• 🧠 They facilitate psychological flow through feedback (the sweet spot between effort & ability)
  • 🥳 They trigger social proof (the more people doing it, the more intense the feeling to do it too)
  • 💫 They trigger motivating social comparisons (they help benchmark our progress against others)

They work everywhere. I’ve seen them most effectively used in education, where school programs (or any online learning tool really) provides them after completed sections or exercises. To use just coding as an example, you see them used in everything from the Khan Academy, Team Treehouse, to Udemy. All of them cite a combination of the above points, and they’ve also seen increased engagement across the board through their use.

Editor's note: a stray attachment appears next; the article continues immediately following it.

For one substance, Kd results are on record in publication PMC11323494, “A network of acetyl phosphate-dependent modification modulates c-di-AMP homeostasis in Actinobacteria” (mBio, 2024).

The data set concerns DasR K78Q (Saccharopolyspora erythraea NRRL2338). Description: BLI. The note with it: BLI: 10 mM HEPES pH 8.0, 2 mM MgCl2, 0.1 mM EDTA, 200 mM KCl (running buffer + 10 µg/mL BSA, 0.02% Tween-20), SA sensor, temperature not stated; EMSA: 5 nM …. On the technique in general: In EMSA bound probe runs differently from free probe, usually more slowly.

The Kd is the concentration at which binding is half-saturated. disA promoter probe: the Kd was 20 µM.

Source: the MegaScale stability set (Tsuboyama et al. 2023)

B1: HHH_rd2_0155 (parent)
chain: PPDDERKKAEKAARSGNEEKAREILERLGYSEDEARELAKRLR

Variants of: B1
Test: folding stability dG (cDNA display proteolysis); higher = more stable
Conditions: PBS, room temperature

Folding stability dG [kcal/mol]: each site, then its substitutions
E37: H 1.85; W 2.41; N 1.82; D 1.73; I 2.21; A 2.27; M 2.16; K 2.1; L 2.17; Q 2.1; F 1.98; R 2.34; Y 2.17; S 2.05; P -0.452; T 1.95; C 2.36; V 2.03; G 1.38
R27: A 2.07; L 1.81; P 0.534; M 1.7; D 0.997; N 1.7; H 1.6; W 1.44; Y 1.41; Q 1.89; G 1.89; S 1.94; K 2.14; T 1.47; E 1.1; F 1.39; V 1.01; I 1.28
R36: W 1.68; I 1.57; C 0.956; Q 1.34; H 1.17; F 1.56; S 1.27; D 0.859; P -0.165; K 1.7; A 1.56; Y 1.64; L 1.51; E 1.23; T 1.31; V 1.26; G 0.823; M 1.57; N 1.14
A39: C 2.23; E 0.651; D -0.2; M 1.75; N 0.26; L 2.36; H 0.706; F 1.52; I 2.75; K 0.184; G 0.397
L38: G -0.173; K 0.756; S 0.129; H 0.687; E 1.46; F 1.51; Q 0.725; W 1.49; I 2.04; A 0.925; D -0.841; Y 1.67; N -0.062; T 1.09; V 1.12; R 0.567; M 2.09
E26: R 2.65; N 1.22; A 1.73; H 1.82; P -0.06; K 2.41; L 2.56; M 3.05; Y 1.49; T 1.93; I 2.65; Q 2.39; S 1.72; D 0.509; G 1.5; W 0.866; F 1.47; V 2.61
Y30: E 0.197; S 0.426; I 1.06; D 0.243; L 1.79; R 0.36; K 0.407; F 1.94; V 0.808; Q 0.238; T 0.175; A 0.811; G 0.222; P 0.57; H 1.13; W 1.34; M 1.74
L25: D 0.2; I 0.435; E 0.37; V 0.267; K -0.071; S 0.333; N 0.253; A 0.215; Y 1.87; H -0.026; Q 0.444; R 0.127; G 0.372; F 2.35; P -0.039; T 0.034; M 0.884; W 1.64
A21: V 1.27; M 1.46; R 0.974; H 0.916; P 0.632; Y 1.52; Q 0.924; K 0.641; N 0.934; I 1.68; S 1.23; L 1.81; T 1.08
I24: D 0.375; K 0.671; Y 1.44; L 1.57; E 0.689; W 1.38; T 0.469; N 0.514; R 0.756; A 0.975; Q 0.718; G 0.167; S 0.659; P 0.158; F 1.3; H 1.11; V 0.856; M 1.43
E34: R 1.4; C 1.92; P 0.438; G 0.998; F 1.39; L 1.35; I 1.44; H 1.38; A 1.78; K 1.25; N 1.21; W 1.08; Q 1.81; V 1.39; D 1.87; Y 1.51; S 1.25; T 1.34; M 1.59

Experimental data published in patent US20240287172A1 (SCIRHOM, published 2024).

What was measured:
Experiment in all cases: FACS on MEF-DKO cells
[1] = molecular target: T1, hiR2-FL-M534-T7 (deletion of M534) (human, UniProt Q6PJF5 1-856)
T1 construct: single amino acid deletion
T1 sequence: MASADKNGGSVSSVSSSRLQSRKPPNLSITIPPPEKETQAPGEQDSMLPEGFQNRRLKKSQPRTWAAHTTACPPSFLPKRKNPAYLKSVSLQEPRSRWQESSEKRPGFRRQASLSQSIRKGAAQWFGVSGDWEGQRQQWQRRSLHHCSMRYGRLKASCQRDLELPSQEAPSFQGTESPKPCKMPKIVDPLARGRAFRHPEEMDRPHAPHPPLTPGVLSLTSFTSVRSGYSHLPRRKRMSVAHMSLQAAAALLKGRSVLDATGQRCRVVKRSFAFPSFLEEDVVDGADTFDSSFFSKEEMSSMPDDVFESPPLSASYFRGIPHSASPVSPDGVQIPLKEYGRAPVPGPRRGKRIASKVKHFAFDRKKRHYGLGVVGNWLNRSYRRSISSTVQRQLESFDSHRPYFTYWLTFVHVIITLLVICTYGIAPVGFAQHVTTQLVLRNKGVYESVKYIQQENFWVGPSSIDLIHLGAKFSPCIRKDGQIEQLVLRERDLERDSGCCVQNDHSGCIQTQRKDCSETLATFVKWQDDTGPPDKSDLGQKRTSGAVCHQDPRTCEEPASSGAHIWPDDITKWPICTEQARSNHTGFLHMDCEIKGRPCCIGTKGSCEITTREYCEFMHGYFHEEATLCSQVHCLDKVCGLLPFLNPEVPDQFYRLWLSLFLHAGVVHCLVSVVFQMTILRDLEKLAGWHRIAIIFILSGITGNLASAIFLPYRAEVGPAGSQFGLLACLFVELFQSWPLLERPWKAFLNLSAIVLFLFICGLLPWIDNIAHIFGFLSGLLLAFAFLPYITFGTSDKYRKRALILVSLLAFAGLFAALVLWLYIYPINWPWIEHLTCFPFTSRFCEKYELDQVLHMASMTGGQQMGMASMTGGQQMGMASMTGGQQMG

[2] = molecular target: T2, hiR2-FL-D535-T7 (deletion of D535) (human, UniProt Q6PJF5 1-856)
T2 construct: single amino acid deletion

Because of all of this, and the conversations I had with people who had experienced them, I tried to create a system that would apply to my team.

How to show them

A big part of the badges framework is the ability to show them off. It creates a sense of community, and friendly competition at the same time. We, like a lot of other companies, utilise slack for company-wide communication, and so that felt like the perfect place to allow developers to show them off to everyone!

One thing I learnt from this was that you can create new custom fields for Slack profiles across a workspace, and they’ll sit alongside other handy info whenever someone views your profile.

Badges being displayed in emoji form on a slack profile